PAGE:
Flat irons, blow-dryers, and other hot tools should always be used in moderation. Heat damage, be it a few split ends or a straight-up fried mess, is inevitable. But come summertime, we’ve got to worry about that, in addition to the poofiness that occurs when attempting to maintain a hairstyle that requires daily touch-ups amidst the sweltering heat.
The obvious solution would be to simply not use them, but we also shouldn’t have to sacrifice those styles that are traditionally achieved with hot tools, either. So where does the compromise lie? According to celebrity hairstylist Cash Lawless, whose clientele includes Evan Rachel Wood, Karrueche Tran, and Camila Coelho, keeping your hair on point without heat will require a shift in how you cleanse and work in your styling products.
Target Your Cleansing
Once you decide to break your dependence on hot tools, the type of shampoos and conditioners you use will become way more important. Although we can categorize our hair into larger patterns and textures, the truth is each one of our manes is unique in porosity, density of wave pattern, and growth pattern. And how they react to the environment and certain challenges will vary, too.
“The common struggle is knowing which issue is creating that look or feel you don’t like, and then finding the right product, and using that right product in the right way to solve that challenge or issue,” says Lawless. For instance, “shampoos can be too stripping or conditioners too heavy.” Your best bet—regardless of texture or curl pattern—is to identify your hair’s biggest challenge and find a cleanser/conditioner combo that directly combats that.
For instance, if you have super-fine hair, look for a clarifying cleanser that removes oil that may be weighing the hair down. “SEVEN’s Borato Volume shampoo and conditioner, for instance, leaves what the hair needs to be healthy, while removing unnecessary oils,” says Lawless. “This is honestly why I love SEVEN haircare’s collections. Each shampoo and conditioner is formulated to solve specific hair challenges, whether it be flatness, breakage, or color fading.”
Dry With Cold Air
It may not feel comfortable and take a little longer, but using your blow-dryer on a low, cool setting is actually way healthier for your strands. According to Lawless, this decreases frizz, in addition to sealing the cuticle, so you don’t have to worry about static of your ends fraying.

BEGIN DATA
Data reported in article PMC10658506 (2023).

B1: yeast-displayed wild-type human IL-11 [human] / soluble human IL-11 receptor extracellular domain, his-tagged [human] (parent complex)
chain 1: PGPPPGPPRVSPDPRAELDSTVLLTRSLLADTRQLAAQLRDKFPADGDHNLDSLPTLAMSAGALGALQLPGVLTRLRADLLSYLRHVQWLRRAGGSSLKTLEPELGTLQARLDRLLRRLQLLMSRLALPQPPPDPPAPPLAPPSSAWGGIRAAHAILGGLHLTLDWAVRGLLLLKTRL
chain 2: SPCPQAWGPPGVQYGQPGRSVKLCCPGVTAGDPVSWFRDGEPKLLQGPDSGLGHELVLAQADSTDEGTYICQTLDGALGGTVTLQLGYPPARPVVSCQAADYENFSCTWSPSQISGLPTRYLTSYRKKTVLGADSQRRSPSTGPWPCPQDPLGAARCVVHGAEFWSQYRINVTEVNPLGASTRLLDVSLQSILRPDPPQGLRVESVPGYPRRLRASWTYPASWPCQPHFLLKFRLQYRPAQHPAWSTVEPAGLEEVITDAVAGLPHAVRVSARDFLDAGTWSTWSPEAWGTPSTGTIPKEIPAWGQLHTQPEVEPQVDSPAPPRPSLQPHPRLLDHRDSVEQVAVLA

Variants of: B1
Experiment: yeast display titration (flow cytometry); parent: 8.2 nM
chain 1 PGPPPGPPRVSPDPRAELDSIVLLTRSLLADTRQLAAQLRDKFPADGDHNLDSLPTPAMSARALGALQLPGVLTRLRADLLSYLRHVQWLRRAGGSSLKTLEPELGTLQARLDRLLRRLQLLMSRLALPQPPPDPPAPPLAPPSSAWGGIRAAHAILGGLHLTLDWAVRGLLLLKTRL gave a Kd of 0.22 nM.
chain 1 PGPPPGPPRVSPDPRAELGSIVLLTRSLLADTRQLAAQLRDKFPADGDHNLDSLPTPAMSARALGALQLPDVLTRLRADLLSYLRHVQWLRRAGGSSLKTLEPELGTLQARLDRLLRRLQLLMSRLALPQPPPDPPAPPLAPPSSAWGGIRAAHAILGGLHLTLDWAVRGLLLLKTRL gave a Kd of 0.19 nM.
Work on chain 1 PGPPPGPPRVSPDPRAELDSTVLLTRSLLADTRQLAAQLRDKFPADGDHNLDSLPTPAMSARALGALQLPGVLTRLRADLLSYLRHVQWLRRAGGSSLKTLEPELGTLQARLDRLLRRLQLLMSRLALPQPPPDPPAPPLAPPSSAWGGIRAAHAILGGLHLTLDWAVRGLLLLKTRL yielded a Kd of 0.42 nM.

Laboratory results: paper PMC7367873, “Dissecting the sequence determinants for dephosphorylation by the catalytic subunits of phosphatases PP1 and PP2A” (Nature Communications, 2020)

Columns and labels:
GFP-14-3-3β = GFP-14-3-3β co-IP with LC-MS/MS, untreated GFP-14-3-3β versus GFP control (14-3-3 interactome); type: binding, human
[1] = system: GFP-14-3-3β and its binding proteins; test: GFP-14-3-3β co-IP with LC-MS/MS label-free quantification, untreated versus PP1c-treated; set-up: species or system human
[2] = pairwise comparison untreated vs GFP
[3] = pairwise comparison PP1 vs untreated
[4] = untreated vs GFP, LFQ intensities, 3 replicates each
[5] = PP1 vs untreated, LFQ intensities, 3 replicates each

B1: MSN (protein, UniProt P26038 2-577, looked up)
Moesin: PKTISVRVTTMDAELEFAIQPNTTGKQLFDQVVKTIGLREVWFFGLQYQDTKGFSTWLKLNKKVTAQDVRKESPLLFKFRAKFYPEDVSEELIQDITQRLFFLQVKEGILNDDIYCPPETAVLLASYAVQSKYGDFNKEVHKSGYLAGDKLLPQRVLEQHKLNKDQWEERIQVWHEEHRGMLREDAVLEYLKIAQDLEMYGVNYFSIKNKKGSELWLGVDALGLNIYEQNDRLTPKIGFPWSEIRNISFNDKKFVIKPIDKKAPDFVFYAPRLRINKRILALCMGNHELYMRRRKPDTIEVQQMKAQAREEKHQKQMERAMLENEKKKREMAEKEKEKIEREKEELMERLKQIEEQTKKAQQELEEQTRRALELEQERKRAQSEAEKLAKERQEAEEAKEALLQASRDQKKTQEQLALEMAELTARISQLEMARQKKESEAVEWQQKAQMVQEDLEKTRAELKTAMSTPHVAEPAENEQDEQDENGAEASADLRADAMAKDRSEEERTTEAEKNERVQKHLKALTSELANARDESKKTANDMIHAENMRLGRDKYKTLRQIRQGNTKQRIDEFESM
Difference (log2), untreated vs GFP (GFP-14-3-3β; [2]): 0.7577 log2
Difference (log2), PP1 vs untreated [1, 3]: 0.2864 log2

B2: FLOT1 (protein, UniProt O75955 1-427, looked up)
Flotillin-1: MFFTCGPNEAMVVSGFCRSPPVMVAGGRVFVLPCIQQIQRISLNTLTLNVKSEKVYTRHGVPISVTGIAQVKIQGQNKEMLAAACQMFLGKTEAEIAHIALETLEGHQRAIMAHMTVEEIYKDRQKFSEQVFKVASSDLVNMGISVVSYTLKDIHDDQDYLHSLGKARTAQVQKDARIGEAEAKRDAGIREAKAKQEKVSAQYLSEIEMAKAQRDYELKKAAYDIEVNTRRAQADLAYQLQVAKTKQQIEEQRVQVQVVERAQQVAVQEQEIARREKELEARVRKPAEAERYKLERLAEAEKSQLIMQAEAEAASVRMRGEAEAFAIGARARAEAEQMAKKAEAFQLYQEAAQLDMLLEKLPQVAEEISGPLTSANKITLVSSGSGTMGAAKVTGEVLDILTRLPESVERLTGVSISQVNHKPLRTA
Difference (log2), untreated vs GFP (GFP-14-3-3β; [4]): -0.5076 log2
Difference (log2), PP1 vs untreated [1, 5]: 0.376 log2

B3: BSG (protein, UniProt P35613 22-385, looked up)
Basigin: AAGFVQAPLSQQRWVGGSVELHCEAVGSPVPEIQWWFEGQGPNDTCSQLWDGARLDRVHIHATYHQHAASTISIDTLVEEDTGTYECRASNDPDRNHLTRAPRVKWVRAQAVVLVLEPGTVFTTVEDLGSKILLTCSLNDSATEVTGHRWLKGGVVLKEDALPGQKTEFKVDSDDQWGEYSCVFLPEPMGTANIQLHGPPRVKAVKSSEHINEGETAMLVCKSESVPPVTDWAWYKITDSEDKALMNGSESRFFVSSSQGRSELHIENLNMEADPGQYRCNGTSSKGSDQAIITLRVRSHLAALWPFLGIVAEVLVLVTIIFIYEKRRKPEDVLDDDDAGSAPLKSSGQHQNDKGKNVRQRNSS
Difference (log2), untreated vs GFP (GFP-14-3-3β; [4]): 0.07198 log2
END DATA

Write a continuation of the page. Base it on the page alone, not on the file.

“I typically tell girls with thicker, frizzy hair to use warm air on the bottom half of the head, and cold air on top. But for serious frizz control, you will need more than cold air. Use cold air on the ends with some SEVEN Gazar Diamond serum for a really smooth, sealed cuticle,” he says.
You can also accelerate the drying process by wrapping your hair in a moisture-wicking towel, such as the DevaTowel or Aquis, after your shampoo sesh.
Texture Without the Tools
If you want to create curls or waves, how you use stylers and leave-ins will vary, according to your natural texture. For hair that’s fine or straight, a dry shampoo or sea salt spray is the best way to add body without weighing the hair down. Lawless says, “use dry shampoo at the roots. Brush it out, put some mousse on the midshaft to ends, and put it up in a top knot for an hour or two. Take it down, and you’ll have wavy, tousled, voluminous hair.”
For thick, coarser textures, he recommends using a cream-based product, cocktailed with an oil for extra definition and shine. A leave-in can also create a very soft hold, while giving definition. Any of these products can be dispersed throughout by finger-raking or brushing through gently with a Denman brush. Another technique that Lawless loves to use on longer hair is “the chop.”
“After using a Denman brush to pull through your cream-based styling product (I like SEVEN Satara Style cream), lean to one side and gently karate chop the midshaft of the hair. The hair will begin to separate into a really nice piecey texture. Then use your fingers to define the hair around the hairline.”
But overall, the key to maintaining a style that’s usually achieved with day-to-day heat styling is to have as little disruption as possible. Don’t tug or break up your waves or curls before they are completely dry and be sure to keep it protected at night with either a silk/satin headwrap or by using bobby pins or rollers to maintain a textured shape.